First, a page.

The plant reprocessed spent reactor fuel at the site from 1966 to 1972. During this time period, the facility processed 1,983.7 kilograms (4,373 lb) of plutonium and 625.7 metric tons (1,379,000 lb) of spent uranium.[4]:10-12 Using the PUREX process, the plant was able to recover 1,926 kilograms (4,246 lb) of plutonium and 620 metric tons (1,370,000 lb) of uranium. Most of the recovered uranium was depleted or slightly enriched; only 0.9 metric tons (2,000 lb) was highly enriched.

          They recovered:

          1. 4246 out of 4373 pounds of plutonium
          2. 1370000 out of 1379000 pounds of uranium (only 2000 pounds being possibly suited for bombs)

          It's essentially 100% commercial-grade uranium. The other stuff is well under 1% of the total.

          • (Score: 2, Informative) by aristarchus on Thursday January 11 2018, @09:03AM (6 children)

            by aristarchus (2645) Subscriber Badge on Thursday January 11 2018, @09:03AM (#620852) Journal

            Silly AC, still? Spent "commercial" nuclear fuel, or weapons-producing, non-commercial nuclear fuel? The fact that the recovered stuff may have been "commercial-grade" says nothing one way or the other. The point is the source of the waste being reprocessed, not it's destination The kicker is that you resorting to Wikipedia marks you as a Subject Matter Expert on this subject matter. Best leave it at that.

            --
            #freearistarchus!!!
            • (Score: 1, Interesting) by Anonymous Coward on Thursday January 11 2018, @09:34AM (5 children)

              by Anonymous Coward on Thursday January 11 2018, @09:34AM (#620860)

              The isotopic mix does not change during reprocessing.

              Less than 0.2% of the uranium was suited to weapons. This is true for both the input and the output, because the isotopic mix does not change. University reactors and Navy reactors commonly use the higher grade; they are the likely source of it.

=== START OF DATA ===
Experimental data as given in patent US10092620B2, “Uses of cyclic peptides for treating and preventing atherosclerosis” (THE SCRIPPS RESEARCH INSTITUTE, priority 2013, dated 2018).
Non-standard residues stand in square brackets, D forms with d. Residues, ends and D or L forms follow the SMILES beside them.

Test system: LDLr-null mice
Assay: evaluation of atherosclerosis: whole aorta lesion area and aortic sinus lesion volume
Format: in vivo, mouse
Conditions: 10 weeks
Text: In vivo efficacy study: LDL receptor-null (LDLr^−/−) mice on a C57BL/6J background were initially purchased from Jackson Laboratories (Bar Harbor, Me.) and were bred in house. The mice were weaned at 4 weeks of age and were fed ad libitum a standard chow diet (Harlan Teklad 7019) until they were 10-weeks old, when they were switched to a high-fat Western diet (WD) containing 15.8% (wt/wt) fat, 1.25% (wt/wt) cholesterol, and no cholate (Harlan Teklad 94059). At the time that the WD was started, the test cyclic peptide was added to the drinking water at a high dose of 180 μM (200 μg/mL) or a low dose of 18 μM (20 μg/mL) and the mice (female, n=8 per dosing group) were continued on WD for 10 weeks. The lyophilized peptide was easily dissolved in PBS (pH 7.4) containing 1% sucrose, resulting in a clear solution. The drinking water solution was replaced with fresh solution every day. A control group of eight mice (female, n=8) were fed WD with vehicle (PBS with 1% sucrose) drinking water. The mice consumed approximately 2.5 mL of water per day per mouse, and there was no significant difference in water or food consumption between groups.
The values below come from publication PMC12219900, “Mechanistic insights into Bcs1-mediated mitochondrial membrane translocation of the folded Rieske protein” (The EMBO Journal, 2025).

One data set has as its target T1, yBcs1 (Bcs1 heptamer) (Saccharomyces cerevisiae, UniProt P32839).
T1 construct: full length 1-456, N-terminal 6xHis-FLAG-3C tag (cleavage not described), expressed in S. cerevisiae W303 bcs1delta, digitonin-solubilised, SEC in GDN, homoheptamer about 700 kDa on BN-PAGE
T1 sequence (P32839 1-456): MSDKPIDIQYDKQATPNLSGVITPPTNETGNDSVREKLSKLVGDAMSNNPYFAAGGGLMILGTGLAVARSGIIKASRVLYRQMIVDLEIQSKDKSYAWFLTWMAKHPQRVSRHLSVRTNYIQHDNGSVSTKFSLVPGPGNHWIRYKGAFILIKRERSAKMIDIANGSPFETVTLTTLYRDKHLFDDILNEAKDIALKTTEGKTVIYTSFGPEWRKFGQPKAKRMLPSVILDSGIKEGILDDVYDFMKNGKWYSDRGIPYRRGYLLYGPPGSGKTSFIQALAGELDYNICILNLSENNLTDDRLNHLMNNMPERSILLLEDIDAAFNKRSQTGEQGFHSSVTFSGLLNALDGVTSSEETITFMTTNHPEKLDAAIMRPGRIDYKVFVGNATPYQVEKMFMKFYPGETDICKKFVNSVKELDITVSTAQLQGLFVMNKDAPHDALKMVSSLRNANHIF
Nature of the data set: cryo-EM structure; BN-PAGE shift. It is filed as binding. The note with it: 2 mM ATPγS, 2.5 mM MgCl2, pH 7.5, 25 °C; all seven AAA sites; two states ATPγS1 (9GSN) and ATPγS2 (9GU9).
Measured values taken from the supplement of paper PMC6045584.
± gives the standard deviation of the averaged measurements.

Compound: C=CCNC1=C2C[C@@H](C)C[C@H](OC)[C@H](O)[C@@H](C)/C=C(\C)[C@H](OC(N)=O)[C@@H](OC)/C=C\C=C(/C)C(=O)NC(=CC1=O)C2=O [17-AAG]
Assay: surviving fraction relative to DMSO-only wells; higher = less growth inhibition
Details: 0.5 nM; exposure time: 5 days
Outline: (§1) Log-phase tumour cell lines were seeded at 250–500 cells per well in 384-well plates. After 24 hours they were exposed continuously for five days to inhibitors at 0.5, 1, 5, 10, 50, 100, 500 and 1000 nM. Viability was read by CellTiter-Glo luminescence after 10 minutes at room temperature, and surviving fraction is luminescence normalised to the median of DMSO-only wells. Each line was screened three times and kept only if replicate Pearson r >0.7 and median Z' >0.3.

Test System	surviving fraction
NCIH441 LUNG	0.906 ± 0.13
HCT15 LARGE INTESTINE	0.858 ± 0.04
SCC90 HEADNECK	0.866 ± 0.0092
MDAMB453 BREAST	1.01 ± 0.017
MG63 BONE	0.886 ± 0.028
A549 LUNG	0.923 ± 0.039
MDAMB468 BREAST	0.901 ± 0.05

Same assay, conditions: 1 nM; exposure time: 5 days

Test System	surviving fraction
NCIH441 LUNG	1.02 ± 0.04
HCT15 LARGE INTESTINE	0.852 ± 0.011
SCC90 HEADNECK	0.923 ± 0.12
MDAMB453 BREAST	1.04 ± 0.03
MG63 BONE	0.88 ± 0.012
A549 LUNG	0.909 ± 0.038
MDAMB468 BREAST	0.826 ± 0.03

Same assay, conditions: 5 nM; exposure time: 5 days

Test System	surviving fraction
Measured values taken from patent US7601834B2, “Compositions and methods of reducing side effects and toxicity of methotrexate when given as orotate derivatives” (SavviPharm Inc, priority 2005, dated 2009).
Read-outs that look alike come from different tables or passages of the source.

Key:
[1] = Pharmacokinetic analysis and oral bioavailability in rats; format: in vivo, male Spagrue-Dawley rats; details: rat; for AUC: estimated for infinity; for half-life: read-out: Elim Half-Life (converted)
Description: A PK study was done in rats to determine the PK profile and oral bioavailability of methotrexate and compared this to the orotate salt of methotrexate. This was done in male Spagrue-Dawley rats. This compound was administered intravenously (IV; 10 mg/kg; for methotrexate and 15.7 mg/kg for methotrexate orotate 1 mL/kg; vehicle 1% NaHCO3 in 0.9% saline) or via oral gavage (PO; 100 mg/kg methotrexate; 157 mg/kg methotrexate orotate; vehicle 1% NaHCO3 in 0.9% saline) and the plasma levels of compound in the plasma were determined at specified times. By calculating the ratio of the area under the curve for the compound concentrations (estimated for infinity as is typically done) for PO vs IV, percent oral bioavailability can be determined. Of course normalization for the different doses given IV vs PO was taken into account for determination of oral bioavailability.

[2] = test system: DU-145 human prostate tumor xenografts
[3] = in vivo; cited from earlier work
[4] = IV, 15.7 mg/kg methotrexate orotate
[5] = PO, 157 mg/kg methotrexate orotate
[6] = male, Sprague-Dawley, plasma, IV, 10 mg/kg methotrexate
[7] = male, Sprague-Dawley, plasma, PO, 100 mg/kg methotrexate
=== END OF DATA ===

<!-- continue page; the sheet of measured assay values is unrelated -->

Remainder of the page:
Barely more that 0.3% was plutonium. Note that plutonium is created in normal commercial reactors.

              At that time period, we wouldn't be using uranium for weapons.

              There can be only one reasonable explanation for all that low-grade uranium: commercial reactors, both as input and output.

              • (Score: 3, Insightful) by aristarchus on Thursday January 11 2018, @06:50PM (4 children)

                by aristarchus (2645) Subscriber Badge on Thursday January 11 2018, @06:50PM (#621029) Journal

                Truly, silly AC, your ignorance is unfathomable!

                There can be only one reasonable explanation for all that low-grade uranium:

                No, there isn't. What is your definition of "reasonable", and what is it based on? You have given us nothing but your own opinion, beginning when you mis-read a poorly written sentence that used "commercial" ambiguously.

                --
                #freearistarchus!!!
                • (Score: -1, Troll) by Anonymous Coward on Thursday January 11 2018, @08:28PM (3 children)

                  by Anonymous Coward on Thursday January 11 2018, @08:28PM (#621072)